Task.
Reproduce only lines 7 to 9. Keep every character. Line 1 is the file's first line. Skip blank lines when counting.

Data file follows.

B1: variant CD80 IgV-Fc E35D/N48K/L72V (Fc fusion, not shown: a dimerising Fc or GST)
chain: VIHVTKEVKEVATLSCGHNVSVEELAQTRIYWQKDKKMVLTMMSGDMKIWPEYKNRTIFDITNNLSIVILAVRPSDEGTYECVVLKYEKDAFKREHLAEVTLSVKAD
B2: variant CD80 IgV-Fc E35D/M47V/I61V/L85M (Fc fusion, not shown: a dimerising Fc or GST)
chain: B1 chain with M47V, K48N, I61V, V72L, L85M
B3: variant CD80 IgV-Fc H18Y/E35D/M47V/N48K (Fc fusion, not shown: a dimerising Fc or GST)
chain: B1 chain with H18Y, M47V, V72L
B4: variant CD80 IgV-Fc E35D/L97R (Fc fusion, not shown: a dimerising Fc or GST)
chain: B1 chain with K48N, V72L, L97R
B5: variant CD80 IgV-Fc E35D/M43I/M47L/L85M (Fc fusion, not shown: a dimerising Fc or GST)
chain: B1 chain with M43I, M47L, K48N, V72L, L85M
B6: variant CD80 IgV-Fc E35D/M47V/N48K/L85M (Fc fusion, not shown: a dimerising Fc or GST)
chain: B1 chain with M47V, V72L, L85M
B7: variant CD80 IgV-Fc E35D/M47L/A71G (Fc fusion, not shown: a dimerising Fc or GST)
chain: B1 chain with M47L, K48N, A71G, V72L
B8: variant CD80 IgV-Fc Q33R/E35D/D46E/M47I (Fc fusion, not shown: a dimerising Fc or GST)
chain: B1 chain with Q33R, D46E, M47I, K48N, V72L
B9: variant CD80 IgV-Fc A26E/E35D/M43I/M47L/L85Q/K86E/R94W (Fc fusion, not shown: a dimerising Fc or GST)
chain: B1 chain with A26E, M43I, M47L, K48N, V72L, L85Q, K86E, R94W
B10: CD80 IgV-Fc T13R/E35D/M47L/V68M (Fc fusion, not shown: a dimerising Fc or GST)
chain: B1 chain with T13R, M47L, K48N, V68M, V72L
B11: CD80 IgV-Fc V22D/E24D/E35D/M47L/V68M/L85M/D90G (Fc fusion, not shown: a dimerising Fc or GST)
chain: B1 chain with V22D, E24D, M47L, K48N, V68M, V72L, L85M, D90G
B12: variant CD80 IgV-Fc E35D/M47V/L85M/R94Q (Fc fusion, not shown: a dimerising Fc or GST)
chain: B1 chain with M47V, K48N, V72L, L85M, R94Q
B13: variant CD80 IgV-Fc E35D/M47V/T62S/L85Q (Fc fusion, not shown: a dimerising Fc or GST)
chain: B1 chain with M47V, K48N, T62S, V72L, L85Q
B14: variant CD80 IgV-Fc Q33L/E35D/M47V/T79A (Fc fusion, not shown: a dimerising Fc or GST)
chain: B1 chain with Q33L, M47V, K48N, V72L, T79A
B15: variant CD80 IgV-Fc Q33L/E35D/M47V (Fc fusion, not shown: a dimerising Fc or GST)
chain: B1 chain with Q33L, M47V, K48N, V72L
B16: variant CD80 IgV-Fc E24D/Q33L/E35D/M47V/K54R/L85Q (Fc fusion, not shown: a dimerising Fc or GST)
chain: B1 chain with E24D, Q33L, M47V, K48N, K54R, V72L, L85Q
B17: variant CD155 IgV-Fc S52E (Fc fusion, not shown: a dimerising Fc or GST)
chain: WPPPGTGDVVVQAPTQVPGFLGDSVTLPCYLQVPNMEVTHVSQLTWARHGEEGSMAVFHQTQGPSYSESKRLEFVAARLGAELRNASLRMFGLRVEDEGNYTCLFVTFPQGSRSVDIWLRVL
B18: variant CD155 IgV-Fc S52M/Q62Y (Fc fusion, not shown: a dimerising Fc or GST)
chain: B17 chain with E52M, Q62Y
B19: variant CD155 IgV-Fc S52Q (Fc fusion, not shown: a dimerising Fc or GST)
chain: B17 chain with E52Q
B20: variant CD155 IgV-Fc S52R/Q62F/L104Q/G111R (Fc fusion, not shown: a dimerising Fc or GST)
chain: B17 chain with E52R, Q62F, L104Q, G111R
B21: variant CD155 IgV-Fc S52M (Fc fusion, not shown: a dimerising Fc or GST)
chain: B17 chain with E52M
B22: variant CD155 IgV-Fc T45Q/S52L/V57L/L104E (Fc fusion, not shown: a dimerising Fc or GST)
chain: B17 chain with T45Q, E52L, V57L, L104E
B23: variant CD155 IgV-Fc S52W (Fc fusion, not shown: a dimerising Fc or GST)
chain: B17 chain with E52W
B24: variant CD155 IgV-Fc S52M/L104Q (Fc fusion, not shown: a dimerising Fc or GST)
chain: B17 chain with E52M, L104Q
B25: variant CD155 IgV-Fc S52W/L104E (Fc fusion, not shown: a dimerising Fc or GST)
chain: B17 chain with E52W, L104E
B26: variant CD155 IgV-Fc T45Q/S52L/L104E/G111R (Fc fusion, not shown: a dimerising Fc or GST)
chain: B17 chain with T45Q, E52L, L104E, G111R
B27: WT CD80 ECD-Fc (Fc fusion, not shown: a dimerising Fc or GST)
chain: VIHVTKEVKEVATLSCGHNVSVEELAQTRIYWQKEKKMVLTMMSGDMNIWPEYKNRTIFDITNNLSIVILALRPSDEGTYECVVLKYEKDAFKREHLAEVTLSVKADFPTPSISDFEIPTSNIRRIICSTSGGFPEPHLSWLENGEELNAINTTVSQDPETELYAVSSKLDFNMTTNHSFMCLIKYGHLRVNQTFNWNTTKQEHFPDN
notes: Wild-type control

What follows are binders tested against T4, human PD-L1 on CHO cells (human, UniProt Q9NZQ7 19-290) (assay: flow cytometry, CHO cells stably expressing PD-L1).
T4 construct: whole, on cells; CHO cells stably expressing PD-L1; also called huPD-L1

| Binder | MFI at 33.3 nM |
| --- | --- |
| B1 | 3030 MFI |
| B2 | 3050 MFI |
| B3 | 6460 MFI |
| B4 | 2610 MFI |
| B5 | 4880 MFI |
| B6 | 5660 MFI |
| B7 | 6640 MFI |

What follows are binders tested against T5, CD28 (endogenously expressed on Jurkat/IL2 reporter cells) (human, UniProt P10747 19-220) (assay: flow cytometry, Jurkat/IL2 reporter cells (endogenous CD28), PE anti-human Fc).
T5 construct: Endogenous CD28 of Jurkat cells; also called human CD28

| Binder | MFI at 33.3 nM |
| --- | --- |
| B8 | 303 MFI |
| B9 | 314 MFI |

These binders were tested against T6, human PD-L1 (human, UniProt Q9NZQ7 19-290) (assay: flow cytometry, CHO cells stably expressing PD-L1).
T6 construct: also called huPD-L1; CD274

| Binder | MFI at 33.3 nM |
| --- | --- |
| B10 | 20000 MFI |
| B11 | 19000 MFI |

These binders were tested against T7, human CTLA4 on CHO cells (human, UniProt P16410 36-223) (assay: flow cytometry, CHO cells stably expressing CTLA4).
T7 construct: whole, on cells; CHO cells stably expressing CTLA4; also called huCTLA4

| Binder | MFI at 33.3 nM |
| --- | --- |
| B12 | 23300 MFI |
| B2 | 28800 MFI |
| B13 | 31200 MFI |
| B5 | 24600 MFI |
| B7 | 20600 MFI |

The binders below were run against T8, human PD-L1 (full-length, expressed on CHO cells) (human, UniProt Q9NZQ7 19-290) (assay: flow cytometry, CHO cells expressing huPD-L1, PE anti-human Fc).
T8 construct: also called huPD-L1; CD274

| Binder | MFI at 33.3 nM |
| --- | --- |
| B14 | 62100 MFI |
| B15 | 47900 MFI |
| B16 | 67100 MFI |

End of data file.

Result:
B4: variant CD80 IgV-Fc E35D/L97R (Fc fusion, not shown: a dimerising Fc or GST)
chain: B1 chain with K48N, V72L, L97R
B5: variant CD80 IgV-Fc E35D/M43I/M47L/L85M (Fc fusion, not shown: a dimerising Fc or GST)